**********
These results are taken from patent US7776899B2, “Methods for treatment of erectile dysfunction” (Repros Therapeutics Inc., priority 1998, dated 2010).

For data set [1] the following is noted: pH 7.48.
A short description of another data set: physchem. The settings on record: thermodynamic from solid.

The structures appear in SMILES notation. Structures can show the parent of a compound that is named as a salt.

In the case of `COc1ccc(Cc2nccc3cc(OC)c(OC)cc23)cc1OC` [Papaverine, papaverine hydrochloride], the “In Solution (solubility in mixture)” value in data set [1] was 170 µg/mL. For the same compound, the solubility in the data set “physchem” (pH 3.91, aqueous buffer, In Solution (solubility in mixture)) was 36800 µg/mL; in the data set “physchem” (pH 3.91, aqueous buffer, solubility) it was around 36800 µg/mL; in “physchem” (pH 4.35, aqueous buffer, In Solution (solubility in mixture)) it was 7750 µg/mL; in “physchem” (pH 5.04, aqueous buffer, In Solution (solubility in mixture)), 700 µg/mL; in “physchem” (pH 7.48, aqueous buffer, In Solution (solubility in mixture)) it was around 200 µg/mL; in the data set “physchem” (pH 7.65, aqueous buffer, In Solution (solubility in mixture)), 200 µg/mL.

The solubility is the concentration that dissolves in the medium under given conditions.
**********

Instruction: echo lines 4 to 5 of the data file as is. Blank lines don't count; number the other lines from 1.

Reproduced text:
The structures appear in SMILES notation. Structures can show the parent of a compound that is named as a salt.

In the case of `COc1ccc(Cc2nccc3cc(OC)c(OC)cc23)cc1OC` [Papaverine, papaverine hydrochloride], the “In Solution (solubility in mixture)” value in data set [1] was 170 µg/mL. For the same compound, the solubility in the data set “physchem” (pH 3.91, aqueous buffer, In Solution (solubility in mixture)) was 36800 µg/mL; in the data set “physchem” (pH 3.91, aqueous buffer, solubility) it was around 36800 µg/mL; in “physchem” (pH 4.35, aqueous buffer, In Solution (solubility in mixture)) it was 7750 µg/mL; in “physchem” (pH 5.04, aqueous buffer, In Solution (solubility in mixture)), 700 µg/mL; in “physchem” (pH 7.48, aqueous buffer, In Solution (solubility in mixture)) it was around 200 µg/mL; in the data set “physchem” (pH 7.65, aqueous buffer, In Solution (solubility in mixture)), 200 µg/mL.